IOWA CITY, Iowa (AP) — A well-known Roman Catholic professor will be allowed to return to teaching and the ministry with restrictions after an inquiry found he misbehaved sexually in the 1990s but not against minors, church officials in Iowa announced Tuesday.
The investigation found that the allegation against the Rev. Robert “Bud” Grant did not involve a minor because the complainant was “above majority age” at the time, the Diocese of Des Moines said in a statement.
However, the inquiry did establish that Grant “engaged in behavior in select instances in the early 1990s” that violated the 6th Commandment and his priestly promises, the diocese said. The 6th Commandment admonishes Catholics not to commit adultery and priests vow to maintain celibacy.
Citing the “seriousness of the misconduct,” Des Moines Bishop William Joensen imposed restrictions on Grant that include an order not to touch or meet alone with anyone under the age of 24. The diocese did not elaborate on why that age was chosen.
A monitor will also supervise Grant's activities, Joensen said.
Grant has been cleared to return to teaching at St. Ambrose University in Davenport in the spring semester. He will also return to St. Andrew Parish in Blue Grass where he will offer sacramental ministry.
Grant didn’t immediately return a phone message left at his office.
An individual called a hotline operated by Attorney General Tom Miller’s office in June 2019 alleging abuse by Grant from 1992 to 1994, when he was a teacher and coach at St. Albert High School in Council Bluffs. The church launched an investigation and Grant was placed on administrative leave from his teaching and priest assignments in March this year.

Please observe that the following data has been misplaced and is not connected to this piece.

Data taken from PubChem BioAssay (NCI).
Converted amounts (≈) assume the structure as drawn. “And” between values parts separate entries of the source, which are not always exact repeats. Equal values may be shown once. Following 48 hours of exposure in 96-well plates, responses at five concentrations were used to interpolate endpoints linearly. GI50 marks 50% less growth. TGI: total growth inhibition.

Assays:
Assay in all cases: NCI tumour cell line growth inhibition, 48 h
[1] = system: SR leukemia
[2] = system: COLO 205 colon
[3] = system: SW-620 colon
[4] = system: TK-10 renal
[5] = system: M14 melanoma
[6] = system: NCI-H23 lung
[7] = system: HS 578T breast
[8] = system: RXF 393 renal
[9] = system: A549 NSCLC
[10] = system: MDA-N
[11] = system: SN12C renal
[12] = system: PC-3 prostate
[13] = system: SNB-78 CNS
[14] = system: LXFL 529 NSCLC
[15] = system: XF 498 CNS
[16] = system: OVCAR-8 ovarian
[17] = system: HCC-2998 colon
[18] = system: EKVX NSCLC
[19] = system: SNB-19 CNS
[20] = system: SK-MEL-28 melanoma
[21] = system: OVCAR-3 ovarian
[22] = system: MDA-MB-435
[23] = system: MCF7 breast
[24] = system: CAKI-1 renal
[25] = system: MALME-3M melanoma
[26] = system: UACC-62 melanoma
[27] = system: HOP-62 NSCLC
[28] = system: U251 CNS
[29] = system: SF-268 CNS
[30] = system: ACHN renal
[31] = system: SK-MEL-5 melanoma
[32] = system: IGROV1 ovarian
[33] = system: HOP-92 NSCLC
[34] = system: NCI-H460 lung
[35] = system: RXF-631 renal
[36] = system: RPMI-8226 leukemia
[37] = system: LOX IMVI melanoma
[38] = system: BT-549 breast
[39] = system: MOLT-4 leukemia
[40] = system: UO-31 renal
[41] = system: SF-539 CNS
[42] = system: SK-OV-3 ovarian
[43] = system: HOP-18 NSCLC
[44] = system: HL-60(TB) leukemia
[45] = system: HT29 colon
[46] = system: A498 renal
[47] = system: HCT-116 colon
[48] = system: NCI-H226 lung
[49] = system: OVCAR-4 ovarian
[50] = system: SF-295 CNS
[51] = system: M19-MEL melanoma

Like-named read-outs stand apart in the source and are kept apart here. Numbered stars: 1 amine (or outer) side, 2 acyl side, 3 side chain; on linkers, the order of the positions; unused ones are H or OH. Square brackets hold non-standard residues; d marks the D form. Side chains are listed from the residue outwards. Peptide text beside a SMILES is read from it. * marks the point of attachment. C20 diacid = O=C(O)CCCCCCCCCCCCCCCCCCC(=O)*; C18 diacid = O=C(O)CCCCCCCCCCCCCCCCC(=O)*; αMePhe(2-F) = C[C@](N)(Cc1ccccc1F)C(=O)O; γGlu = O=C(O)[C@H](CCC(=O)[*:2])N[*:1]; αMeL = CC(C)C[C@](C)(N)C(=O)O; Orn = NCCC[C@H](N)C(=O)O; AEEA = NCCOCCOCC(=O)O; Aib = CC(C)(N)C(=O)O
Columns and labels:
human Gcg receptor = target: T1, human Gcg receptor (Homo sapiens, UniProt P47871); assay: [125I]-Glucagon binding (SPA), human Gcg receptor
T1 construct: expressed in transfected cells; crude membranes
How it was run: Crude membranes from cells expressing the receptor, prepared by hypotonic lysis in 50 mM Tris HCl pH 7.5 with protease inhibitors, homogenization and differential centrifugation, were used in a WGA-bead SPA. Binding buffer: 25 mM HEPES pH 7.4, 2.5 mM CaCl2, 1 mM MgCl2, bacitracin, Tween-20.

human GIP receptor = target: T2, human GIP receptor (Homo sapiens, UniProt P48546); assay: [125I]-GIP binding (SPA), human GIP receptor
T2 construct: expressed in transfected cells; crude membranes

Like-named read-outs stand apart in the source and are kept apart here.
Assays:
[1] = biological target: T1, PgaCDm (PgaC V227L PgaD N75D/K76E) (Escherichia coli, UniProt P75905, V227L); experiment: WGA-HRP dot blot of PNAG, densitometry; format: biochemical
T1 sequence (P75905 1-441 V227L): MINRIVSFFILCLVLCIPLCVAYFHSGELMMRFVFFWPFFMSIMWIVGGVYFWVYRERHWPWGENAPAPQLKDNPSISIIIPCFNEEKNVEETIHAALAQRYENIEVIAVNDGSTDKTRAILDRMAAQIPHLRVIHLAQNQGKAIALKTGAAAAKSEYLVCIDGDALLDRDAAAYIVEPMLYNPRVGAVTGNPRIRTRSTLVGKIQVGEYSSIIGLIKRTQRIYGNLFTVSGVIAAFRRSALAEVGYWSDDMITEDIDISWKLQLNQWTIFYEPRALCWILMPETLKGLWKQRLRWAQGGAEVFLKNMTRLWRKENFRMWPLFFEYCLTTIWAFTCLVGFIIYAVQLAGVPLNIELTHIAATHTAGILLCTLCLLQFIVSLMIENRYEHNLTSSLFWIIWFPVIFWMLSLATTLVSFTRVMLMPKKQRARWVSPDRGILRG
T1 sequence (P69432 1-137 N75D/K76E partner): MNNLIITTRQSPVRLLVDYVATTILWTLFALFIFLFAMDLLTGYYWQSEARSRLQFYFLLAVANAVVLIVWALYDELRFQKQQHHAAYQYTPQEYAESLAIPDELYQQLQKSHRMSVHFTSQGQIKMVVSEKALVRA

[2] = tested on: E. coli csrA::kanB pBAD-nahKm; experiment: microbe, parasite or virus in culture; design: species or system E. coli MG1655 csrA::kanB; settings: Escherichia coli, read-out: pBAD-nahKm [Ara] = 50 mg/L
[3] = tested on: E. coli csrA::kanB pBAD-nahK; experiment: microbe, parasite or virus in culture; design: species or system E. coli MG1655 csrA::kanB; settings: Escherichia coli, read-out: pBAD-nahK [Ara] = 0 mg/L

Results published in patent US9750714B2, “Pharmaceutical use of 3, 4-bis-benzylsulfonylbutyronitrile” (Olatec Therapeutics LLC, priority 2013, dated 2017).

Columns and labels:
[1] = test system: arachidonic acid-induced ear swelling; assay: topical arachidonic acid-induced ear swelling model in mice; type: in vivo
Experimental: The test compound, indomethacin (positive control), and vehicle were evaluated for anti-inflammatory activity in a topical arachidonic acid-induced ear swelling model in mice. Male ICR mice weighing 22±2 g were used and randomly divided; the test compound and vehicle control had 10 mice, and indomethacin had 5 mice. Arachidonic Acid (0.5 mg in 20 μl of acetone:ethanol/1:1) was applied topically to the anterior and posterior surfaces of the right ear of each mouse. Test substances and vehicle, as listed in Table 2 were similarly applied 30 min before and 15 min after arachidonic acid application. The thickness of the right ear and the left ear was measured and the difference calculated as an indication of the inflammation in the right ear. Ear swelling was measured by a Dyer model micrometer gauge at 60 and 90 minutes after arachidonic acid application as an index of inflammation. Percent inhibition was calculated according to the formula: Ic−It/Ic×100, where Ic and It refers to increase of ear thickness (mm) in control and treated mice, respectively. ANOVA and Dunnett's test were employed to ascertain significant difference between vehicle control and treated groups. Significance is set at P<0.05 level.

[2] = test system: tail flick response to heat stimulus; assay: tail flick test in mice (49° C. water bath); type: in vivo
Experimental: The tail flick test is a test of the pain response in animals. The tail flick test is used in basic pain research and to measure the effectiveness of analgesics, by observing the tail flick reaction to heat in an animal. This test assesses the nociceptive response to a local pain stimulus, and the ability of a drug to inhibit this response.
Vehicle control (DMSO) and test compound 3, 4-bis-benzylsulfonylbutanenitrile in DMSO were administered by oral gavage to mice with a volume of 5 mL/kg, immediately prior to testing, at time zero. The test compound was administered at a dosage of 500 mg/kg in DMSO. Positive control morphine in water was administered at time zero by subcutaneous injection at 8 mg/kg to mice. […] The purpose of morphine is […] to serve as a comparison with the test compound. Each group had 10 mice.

County prosecutors in Pottawattamie and Scott declined to open criminal investigations because the statute of limitations had long expired.
The review board of the Des Moines diocese determined that the evidence did not meet the criteria necessary to take the case to the Vatican for further review or a canonical trial. The board reviewed the complaint, an investigative report conducted by a third party and consulted with experts in church law, the diocese said.
The restrictions on Grant will be in place for one year and will be reviewed and adjusted after that time as necessary, the bishop said.
Grant joined the faculty at St. Ambrose, a private school with an enrollment of around 3,000 students, in 1994. Known as “Father Bud,” he has taught environmental ethics and historical theology and is known for his activism on climate change and other social issues. He has also served as director of the Academy for the Study of St. Ambrose of Milan and of the school’s Master of Pastoral Theology program.